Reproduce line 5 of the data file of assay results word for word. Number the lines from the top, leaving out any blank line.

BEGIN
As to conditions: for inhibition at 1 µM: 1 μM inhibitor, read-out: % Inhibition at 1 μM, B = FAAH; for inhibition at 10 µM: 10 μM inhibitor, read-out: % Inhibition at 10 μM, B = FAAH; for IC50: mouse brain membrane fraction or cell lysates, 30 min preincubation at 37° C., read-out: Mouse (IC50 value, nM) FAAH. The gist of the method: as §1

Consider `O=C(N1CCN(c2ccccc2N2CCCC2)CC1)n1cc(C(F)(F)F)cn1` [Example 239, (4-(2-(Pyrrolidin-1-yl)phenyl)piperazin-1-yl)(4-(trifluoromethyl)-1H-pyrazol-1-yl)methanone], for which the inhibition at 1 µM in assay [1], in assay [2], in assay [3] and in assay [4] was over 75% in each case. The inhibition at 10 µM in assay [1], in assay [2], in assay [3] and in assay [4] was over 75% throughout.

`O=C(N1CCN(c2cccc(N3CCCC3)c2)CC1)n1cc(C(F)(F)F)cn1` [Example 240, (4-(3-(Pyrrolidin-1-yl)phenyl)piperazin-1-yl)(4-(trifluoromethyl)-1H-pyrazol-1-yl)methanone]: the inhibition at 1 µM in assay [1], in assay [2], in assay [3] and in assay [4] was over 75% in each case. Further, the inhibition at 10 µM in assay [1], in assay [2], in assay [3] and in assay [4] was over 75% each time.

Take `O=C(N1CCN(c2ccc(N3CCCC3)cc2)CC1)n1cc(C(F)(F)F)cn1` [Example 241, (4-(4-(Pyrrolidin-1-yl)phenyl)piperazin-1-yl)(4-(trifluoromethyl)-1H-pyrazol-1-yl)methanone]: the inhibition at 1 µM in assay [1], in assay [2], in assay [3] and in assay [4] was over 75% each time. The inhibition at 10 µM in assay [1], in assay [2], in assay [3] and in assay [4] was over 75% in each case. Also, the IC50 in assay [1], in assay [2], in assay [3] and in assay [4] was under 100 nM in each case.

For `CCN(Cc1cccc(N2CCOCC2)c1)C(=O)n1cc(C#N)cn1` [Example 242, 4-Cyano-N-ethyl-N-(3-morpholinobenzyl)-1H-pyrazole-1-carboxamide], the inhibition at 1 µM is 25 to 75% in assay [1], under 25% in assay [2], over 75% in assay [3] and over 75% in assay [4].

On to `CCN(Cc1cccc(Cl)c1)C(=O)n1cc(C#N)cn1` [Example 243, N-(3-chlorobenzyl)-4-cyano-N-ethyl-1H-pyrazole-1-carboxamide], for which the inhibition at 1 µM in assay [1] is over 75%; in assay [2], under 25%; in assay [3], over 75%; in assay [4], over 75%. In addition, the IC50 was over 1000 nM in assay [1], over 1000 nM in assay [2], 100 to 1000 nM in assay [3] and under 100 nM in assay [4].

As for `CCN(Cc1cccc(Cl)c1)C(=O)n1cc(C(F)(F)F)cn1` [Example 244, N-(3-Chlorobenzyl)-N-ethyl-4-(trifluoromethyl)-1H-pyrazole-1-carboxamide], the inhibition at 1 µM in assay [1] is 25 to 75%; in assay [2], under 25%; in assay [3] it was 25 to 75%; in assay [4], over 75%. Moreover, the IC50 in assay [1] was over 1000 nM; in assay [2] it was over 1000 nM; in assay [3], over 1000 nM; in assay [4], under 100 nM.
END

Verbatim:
For `CCN(Cc1cccc(N2CCOCC2)c1)C(=O)n1cc(C#N)cn1` [Example 242, 4-Cyano-N-ethyl-N-(3-morpholinobenzyl)-1H-pyrazole-1-carboxamide], the inhibition at 1 µM is 25 to 75% in assay [1], under 25% in assay [2], over 75% in assay [3] and over 75% in assay [4].